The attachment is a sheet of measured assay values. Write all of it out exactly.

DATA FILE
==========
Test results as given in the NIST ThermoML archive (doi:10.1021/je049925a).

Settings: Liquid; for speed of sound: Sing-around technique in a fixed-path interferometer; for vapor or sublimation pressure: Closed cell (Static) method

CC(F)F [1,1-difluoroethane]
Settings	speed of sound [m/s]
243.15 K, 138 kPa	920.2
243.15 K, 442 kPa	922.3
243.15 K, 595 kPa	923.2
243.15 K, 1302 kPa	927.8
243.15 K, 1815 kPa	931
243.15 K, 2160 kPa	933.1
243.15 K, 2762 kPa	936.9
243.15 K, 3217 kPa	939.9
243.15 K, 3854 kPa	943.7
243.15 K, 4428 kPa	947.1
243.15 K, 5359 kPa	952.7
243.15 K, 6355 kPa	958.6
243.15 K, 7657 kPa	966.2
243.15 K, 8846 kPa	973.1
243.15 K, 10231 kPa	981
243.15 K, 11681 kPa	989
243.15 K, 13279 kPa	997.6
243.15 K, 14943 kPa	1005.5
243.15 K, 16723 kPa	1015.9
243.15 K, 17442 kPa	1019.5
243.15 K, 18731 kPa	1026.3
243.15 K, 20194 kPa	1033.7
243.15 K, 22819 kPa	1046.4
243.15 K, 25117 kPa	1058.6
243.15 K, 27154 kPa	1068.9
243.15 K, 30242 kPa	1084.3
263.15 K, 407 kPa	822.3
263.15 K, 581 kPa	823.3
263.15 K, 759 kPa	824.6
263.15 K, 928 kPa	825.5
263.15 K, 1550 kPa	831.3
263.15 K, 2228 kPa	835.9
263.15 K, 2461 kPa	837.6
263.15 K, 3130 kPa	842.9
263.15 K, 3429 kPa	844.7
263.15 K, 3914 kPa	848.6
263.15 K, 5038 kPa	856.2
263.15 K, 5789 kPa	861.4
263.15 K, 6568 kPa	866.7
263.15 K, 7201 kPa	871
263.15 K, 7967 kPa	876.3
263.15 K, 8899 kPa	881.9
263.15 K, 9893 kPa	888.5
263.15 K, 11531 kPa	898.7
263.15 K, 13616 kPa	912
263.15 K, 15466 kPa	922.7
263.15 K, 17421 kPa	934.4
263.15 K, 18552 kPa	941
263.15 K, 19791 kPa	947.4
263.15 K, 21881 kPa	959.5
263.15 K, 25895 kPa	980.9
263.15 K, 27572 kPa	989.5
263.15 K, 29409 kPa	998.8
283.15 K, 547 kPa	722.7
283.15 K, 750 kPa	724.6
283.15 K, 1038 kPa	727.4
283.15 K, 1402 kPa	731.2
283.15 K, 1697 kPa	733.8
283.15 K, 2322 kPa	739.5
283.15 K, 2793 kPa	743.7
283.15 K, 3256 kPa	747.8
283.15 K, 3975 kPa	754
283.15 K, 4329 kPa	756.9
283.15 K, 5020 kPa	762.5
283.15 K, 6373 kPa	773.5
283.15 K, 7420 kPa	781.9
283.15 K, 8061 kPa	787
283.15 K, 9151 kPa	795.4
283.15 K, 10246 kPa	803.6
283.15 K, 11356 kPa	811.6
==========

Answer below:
Test results as given in the NIST ThermoML archive (doi:10.1021/je049925a).

Settings: Liquid; for speed of sound: Sing-around technique in a fixed-path interferometer; for vapor or sublimation pressure: Closed cell (Static) method

CC(F)F [1,1-difluoroethane]
Settings	speed of sound [m/s]
243.15 K, 138 kPa	920.2
243.15 K, 442 kPa	922.3
243.15 K, 595 kPa	923.2
243.15 K, 1302 kPa	927.8
243.15 K, 1815 kPa	931
243.15 K, 2160 kPa	933.1
243.15 K, 2762 kPa	936.9
243.15 K, 3217 kPa	939.9
243.15 K, 3854 kPa	943.7
243.15 K, 4428 kPa	947.1
243.15 K, 5359 kPa	952.7
243.15 K, 6355 kPa	958.6
243.15 K, 7657 kPa	966.2
243.15 K, 8846 kPa	973.1
243.15 K, 10231 kPa	981
243.15 K, 11681 kPa	989
243.15 K, 13279 kPa	997.6
243.15 K, 14943 kPa	1005.5
243.15 K, 16723 kPa	1015.9
243.15 K, 17442 kPa	1019.5
243.15 K, 18731 kPa	1026.3
243.15 K, 20194 kPa	1033.7
243.15 K, 22819 kPa	1046.4
243.15 K, 25117 kPa	1058.6
243.15 K, 27154 kPa	1068.9
243.15 K, 30242 kPa	1084.3
263.15 K, 407 kPa	822.3
263.15 K, 581 kPa	823.3
263.15 K, 759 kPa	824.6
263.15 K, 928 kPa	825.5
263.15 K, 1550 kPa	831.3
263.15 K, 2228 kPa	835.9
263.15 K, 2461 kPa	837.6
263.15 K, 3130 kPa	842.9
263.15 K, 3429 kPa	844.7
263.15 K, 3914 kPa	848.6
263.15 K, 5038 kPa	856.2
263.15 K, 5789 kPa	861.4
263.15 K, 6568 kPa	866.7
263.15 K, 7201 kPa	871
263.15 K, 7967 kPa	876.3
263.15 K, 8899 kPa	881.9
263.15 K, 9893 kPa	888.5
263.15 K, 11531 kPa	898.7
263.15 K, 13616 kPa	912
263.15 K, 15466 kPa	922.7
263.15 K, 17421 kPa	934.4
263.15 K, 18552 kPa	941
263.15 K, 19791 kPa	947.4
263.15 K, 21881 kPa	959.5
263.15 K, 25895 kPa	980.9
263.15 K, 27572 kPa	989.5
263.15 K, 29409 kPa	998.8
283.15 K, 547 kPa	722.7
283.15 K, 750 kPa	724.6
283.15 K, 1038 kPa	727.4
283.15 K, 1402 kPa	731.2
283.15 K, 1697 kPa	733.8
283.15 K, 2322 kPa	739.5
283.15 K, 2793 kPa	743.7
283.15 K, 3256 kPa	747.8
283.15 K, 3975 kPa	754
283.15 K, 4329 kPa	756.9
283.15 K, 5020 kPa	762.5
283.15 K, 6373 kPa	773.5
283.15 K, 7420 kPa	781.9
283.15 K, 8061 kPa	787
283.15 K, 9151 kPa	795.4
283.15 K, 10246 kPa	803.6
283.15 K, 11356 kPa	811.6